Sure, I am not under no illusions. But the silver lining is two fold: 1-) it’s an explicit acknowledgement that DSM labeling is no better than Inquisition sanctioned labeling. 2-) They are pointing to particular bio-markers as the new gold standards. Since I stand by the proposition that “mental illness” is really a metaphor, ie that there is nothing “diseased” in the brain, the effort will fail. In addition, they are giving us that the gold standard will be “bio-markers”. That’s more easy to debunk that “the opinion of DSM committee members”. They are setting themselves up for failure. Once they spend 10-20 years failing, it will be for them impossible to go back to a DSM-like world in which Inquisition-type committees decide who’s normal. These are definitely interesting times. And the opportunity to fight psychiatry is huge.

      Report comment

  5. To the inarticulatepoet: the “targeted individual” website was interesting to look at. I have certainly met people who felt they were “targeted” at this level. Some of the persecution experienced would have to involve large numbers of very well coordinated people, while other parts of it would have to involve technology that doesn’t exist according to what is commonly acknowledged. An alternative explanation, more likely from the viewpoint of “common sense” would be some combination of the person being biased to look at information that confirms their suspicions, and perhaps dissociated parts of the person that actively manipulate incoming information to reinforce perceptions of persecution. Whatever causes it, it is certainly a scary kind of world to live in…..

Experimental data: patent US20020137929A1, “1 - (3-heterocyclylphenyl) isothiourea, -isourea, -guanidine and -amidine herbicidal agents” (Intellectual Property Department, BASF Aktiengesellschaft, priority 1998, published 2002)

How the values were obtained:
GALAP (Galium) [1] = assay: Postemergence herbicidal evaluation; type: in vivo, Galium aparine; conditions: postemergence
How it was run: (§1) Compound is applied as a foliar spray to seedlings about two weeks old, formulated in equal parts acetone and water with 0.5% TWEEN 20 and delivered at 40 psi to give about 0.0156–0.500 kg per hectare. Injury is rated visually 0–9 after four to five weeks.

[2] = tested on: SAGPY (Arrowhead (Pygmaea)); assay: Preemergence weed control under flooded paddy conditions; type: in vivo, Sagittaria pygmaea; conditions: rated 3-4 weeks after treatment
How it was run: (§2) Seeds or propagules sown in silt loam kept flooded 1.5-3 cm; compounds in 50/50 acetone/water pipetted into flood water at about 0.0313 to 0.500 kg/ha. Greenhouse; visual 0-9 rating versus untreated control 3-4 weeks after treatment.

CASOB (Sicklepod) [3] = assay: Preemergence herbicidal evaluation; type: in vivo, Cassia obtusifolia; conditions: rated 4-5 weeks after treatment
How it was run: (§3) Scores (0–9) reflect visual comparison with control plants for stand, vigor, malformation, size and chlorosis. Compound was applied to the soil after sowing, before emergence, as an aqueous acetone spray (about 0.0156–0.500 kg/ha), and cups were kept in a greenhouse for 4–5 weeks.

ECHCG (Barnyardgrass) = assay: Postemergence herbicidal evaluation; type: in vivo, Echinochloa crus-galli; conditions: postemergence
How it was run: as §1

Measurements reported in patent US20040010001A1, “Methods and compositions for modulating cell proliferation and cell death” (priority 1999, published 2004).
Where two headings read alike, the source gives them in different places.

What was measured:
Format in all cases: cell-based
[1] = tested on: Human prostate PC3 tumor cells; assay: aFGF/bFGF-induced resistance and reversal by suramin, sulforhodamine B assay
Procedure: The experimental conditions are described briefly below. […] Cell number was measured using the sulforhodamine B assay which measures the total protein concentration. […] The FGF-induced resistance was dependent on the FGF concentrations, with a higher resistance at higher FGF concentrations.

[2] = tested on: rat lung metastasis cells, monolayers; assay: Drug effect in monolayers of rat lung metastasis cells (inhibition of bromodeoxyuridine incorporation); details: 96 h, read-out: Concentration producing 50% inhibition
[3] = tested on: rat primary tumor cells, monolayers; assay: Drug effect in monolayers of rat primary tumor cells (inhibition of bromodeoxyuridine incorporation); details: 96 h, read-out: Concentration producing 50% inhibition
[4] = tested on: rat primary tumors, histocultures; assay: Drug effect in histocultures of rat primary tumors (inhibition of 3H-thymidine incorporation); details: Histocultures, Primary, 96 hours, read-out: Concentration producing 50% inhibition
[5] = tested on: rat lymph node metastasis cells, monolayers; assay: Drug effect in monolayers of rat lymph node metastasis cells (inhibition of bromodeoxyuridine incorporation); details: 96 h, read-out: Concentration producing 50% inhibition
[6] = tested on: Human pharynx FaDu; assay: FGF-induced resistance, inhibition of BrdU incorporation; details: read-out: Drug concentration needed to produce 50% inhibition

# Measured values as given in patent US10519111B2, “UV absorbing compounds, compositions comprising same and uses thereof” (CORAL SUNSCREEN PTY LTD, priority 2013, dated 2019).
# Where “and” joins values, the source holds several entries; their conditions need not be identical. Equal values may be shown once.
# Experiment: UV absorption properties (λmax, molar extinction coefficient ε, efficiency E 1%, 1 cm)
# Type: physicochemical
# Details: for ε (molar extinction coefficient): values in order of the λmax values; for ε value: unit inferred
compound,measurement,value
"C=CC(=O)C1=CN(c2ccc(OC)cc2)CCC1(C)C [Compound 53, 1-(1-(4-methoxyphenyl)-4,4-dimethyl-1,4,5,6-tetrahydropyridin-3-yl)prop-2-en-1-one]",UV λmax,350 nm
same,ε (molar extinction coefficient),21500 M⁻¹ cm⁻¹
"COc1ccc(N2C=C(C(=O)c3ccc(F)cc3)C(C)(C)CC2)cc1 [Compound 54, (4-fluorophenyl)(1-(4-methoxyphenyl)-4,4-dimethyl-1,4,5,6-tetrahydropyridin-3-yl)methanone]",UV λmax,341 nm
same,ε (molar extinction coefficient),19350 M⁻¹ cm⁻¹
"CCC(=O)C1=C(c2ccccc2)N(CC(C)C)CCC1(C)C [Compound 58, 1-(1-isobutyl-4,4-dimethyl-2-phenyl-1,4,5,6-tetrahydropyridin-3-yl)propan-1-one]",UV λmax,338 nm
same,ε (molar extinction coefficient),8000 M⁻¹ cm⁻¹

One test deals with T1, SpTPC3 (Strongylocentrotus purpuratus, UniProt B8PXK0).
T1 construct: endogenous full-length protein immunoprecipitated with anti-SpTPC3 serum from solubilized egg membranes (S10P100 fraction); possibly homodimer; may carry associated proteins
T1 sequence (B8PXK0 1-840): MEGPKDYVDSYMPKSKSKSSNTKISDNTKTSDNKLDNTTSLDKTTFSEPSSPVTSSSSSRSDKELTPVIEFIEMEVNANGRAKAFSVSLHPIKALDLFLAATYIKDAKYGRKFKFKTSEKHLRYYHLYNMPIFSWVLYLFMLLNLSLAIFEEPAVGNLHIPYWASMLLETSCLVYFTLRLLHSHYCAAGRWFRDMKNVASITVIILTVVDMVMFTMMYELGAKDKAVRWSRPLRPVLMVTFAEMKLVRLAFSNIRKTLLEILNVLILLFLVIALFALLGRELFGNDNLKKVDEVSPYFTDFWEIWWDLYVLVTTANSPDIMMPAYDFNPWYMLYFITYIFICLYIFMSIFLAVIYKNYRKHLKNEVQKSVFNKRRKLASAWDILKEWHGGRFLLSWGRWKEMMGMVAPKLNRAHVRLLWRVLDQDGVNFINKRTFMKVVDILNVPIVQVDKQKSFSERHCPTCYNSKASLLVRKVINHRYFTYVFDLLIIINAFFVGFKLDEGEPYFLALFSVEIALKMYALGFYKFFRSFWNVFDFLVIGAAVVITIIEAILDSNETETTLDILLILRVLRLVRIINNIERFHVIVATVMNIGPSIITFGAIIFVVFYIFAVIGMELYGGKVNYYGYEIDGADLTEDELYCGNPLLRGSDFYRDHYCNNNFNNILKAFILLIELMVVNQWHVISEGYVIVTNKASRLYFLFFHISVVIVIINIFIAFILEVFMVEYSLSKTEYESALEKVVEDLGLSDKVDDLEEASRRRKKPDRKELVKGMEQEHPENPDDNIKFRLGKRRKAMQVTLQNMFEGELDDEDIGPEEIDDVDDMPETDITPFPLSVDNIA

As for the biomarkers thing, I think they really do believe they will find something substantial, but the will to find something is so strong I believe they will “find” things, or exaggerate the evidence for things, even when they are really not successful. And they will spend a fortune in the process, if they can get their hands on it at least. It will take lots of critics to continually point out the flaws in their new clothes!

    Report comment

    • The difference with previous scams, is that they are setting themselves up for failure. It is one thing, as the DSM does, to say, ok there is “consensus” that behaviors A, B, C and D are reflection of “mental illness” X, quite another to say that bio-marker A, B, C, D, that can be quantitatively measured, can be described a reflection of “mental illness” X. The second statement can, and will, be falsified, while there is possibly no way to falsify “consensus” like the nonsense that comes from the DSM process.

      Report comment

      • I agree they are setting themselves up for failure if they are to be held to the standards they are holding up – but what I think they are way too devious to just fold when they find they can’t really do it! Instead they will do things like their old routine where they find certain biomarkers are a little more common statistically in people who seem to be having problems of a certain sort, and they will decide that is a definite marker of a certain illness even though it isn’t, and the press will totally let them get away with it. Anyway, I guess it’s wait and see….